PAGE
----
A biophysical model of the cortex-basal ganglia-thalamus network in the 6-OHDA lesioned rat model of Parkinson's disease.

Journal Article (Journal Article)

Electrical stimulation of sub-cortical brain regions (the basal ganglia), known as deep brain stimulation (DBS), is an effective treatment for Parkinson's disease (PD). Chronic high frequency (HF) DBS in the subthalamic nucleus (STN) or globus pallidus interna (GPi) reduces motor symptoms including bradykinesia and tremor in patients with PD, but the therapeutic mechanisms of DBS are not fully understood. We developed a biophysical network model comprising of the closed loop cortical-basal ganglia-thalamus circuit representing the healthy and parkinsonian rat brain. The network properties of the model were validated by comparing responses evoked in basal ganglia (BG) nuclei by cortical (CTX) stimulation to published experimental results. A key emergent property of the model was generation of low-frequency network oscillations. Consistent with their putative pathological role, low-frequency oscillations in model BG neurons were exaggerated in the parkinsonian state compared to the healthy condition. We used the model to quantify the effectiveness of STN DBS at different frequencies in suppressing low-frequency oscillatory activity in GPi. Frequencies less than 40 Hz were ineffective, low-frequency oscillatory power decreased gradually for frequencies between 50 Hz and 130 Hz, and saturated at frequencies higher than 150 Hz. HF STN DBS suppressed pathological oscillations in GPe/GPi both by exciting and inhibiting the firing in GPe/GPi neurons, and the number of GPe/GPi neurons influenced was greater for HF stimulation than low-frequency stimulation. Similar to the frequency dependent suppression of pathological oscillations, STN DBS also normalized the abnormal GPi spiking activity evoked by CTX stimulation in a frequency dependent fashion with HF being the most effective. Therefore, therapeutic HF STN DBS effectively suppresses pathological activity by influencing the activity of a greater proportion of neurons in the output nucleus of the BG.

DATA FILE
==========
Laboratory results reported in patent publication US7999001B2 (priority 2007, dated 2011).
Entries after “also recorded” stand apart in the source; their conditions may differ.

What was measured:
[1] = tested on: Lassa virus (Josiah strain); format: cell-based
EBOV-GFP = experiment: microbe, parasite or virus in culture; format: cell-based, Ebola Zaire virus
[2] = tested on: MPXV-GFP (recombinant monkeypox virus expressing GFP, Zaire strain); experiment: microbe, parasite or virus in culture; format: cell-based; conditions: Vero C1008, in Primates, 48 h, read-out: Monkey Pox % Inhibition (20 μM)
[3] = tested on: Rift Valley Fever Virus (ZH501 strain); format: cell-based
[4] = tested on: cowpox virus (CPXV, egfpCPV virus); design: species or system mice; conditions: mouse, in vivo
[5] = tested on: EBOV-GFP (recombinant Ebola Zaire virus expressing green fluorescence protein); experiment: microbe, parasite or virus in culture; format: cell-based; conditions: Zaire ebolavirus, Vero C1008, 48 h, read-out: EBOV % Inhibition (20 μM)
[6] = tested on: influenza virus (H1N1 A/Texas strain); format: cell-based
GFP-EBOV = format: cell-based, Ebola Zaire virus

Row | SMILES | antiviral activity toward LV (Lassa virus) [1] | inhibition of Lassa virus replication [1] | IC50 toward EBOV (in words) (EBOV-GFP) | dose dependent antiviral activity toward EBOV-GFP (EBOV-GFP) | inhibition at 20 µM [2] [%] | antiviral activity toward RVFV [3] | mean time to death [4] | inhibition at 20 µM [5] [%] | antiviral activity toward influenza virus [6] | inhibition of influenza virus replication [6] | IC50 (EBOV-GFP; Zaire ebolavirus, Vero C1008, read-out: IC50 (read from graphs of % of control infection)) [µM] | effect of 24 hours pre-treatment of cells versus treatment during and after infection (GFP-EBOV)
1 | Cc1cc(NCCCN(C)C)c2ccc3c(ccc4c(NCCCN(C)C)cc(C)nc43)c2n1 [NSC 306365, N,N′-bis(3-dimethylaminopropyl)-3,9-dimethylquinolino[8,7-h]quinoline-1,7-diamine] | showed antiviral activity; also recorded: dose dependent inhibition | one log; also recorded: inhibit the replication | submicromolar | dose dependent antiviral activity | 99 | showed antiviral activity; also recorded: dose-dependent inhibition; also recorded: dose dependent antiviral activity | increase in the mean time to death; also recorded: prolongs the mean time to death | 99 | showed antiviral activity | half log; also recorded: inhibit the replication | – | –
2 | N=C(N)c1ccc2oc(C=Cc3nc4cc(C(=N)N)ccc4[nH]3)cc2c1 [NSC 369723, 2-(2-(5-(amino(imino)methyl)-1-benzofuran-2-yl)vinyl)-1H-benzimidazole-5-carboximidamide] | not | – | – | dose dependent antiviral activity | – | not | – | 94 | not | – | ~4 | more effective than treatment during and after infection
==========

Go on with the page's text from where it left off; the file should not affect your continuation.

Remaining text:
Full Text

Duke Authors

Cited Authors

  • Kumaravelu, K; Brocker, DT; Grill, WM

Published Date

  • April 2016

Published In

Volume / Issue

  • 40 / 2

Start / End Page

  • 207 - 229

PubMed ID

  • 26867734

Pubmed Central ID

  • PMC4975943

Electronic International Standard Serial Number (EISSN)

  • 1573-6873

International Standard Serial Number (ISSN)

  • 0929-5313

Digital Object Identifier (DOI)

  • 10.1007/s10827-016-0593-9


  • eng